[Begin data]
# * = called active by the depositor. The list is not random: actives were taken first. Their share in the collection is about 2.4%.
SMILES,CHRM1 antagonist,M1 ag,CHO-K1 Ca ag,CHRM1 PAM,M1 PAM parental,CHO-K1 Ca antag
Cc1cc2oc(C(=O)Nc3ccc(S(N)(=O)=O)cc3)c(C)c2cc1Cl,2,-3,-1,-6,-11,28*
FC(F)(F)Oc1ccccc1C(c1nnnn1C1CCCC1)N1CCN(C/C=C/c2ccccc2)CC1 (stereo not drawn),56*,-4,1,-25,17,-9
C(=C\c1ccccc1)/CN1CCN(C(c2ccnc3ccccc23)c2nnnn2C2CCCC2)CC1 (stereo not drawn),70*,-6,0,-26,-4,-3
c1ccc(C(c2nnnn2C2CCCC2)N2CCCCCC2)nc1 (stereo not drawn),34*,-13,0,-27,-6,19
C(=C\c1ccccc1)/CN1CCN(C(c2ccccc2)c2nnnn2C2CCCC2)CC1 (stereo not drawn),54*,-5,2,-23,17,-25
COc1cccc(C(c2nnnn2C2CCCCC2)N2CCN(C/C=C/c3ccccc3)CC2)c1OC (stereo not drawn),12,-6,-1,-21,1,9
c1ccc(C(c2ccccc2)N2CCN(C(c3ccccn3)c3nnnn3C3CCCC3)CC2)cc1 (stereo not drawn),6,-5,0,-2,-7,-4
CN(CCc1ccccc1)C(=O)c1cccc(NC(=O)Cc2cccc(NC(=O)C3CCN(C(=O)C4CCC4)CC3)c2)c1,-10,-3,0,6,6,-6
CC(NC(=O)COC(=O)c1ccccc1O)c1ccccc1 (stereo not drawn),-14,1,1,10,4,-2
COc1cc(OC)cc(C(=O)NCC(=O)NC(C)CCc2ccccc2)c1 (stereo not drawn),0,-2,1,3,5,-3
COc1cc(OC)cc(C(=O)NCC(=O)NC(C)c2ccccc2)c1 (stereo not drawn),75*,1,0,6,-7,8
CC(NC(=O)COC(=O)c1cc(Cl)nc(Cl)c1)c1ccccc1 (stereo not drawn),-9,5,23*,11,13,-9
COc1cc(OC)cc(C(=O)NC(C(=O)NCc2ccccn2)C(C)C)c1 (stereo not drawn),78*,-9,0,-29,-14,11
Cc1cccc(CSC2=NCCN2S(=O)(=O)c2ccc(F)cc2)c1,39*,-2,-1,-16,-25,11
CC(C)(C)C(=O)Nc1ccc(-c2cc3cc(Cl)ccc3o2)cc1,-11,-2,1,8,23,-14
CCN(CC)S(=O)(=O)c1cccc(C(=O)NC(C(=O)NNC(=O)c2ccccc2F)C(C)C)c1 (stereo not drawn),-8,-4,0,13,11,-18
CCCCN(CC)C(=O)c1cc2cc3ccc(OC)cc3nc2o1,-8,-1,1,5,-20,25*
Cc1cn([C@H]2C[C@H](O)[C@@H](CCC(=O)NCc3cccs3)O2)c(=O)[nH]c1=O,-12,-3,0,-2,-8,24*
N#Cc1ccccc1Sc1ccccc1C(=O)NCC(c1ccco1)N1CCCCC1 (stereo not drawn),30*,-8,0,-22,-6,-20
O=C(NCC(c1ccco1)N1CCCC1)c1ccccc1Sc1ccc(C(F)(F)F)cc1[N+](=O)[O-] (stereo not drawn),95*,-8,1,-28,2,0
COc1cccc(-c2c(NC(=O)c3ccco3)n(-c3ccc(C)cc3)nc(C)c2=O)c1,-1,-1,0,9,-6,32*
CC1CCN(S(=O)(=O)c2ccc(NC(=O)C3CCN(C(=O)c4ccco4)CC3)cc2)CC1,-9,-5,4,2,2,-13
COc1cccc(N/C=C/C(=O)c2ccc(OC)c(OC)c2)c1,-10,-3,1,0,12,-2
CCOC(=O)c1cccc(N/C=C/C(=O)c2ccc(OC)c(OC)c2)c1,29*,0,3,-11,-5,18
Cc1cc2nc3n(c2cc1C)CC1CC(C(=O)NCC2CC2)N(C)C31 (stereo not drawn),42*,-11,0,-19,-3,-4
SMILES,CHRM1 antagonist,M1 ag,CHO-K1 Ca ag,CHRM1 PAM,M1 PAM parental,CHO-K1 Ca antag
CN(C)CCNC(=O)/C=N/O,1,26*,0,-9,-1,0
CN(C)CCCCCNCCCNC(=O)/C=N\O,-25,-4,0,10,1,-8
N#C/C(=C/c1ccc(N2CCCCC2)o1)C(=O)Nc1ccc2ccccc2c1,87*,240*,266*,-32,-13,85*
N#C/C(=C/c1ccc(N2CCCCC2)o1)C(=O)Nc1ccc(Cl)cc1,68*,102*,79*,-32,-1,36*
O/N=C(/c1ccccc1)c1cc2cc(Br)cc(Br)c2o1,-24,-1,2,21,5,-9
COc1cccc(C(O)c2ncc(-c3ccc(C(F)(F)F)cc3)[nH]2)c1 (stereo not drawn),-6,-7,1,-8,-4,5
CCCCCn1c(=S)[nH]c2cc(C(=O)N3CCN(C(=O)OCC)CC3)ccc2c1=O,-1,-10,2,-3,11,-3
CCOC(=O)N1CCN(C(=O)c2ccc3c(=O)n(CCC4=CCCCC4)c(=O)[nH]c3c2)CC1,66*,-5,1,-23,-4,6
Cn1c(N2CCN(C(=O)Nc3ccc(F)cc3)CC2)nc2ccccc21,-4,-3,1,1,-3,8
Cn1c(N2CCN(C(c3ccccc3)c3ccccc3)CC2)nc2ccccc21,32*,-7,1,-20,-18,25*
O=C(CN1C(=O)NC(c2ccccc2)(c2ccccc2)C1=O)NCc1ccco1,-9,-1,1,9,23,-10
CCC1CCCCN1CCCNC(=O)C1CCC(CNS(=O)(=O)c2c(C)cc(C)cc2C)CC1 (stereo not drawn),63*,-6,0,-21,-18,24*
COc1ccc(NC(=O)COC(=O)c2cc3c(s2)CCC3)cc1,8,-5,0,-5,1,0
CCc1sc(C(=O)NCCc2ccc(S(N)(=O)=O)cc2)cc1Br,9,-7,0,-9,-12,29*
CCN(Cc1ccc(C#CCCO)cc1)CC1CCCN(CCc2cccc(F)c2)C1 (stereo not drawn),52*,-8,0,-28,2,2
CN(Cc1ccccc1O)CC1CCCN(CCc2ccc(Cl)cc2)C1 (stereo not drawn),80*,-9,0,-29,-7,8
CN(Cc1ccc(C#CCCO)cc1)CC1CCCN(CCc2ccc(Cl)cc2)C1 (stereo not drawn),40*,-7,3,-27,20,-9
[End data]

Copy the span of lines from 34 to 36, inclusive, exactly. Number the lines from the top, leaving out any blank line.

COc1cccc(C(O)c2ncc(-c3ccc(C(F)(F)F)cc3)[nH]2)c1 (stereo not drawn),-6,-7,1,-8,-4,5
CCCCCn1c(=S)[nH]c2cc(C(=O)N3CCN(C(=O)OCC)CC3)ccc2c1=O,-1,-10,2,-3,11,-3
CCOC(=O)N1CCN(C(=O)c2ccc3c(=O)n(CCC4=CCCCC4)c(=O)[nH]c3c2)CC1,66*,-5,1,-23,-4,6